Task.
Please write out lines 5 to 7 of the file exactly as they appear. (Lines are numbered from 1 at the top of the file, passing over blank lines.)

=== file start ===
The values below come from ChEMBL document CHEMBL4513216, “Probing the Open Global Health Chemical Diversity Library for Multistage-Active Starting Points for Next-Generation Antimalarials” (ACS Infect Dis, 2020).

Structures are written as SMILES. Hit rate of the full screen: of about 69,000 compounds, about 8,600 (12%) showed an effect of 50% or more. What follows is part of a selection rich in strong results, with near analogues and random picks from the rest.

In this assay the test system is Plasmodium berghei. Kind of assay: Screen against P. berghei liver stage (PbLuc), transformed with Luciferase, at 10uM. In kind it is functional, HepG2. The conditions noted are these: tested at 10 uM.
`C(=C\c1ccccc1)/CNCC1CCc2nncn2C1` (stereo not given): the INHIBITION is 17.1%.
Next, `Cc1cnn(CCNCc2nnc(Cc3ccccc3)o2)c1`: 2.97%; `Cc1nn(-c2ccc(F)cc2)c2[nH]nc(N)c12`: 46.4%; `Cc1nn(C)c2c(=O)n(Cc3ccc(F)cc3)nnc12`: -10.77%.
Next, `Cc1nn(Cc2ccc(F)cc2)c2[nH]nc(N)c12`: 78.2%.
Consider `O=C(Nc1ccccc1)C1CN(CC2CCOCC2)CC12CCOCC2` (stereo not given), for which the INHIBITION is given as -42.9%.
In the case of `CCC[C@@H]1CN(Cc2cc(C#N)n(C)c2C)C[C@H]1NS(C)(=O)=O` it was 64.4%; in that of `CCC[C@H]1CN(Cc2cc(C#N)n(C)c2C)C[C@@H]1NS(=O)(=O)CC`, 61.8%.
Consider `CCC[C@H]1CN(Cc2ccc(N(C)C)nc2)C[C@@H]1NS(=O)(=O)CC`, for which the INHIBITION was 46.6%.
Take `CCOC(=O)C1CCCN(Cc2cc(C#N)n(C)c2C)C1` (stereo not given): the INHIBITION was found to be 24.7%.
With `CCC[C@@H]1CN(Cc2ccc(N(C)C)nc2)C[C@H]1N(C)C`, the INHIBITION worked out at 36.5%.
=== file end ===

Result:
Next, `Cc1cnn(CCNCc2nnc(Cc3ccccc3)o2)c1`: 2.97%; `Cc1nn(-c2ccc(F)cc2)c2[nH]nc(N)c12`: 46.4%; `Cc1nn(C)c2c(=O)n(Cc3ccc(F)cc3)nnc12`: -10.77%.
Next, `Cc1nn(Cc2ccc(F)cc2)c2[nH]nc(N)c12`: 78.2%.
Consider `O=C(Nc1ccccc1)C1CN(CC2CCOCC2)CC12CCOCC2` (stereo not given), for which the INHIBITION is given as -42.9%.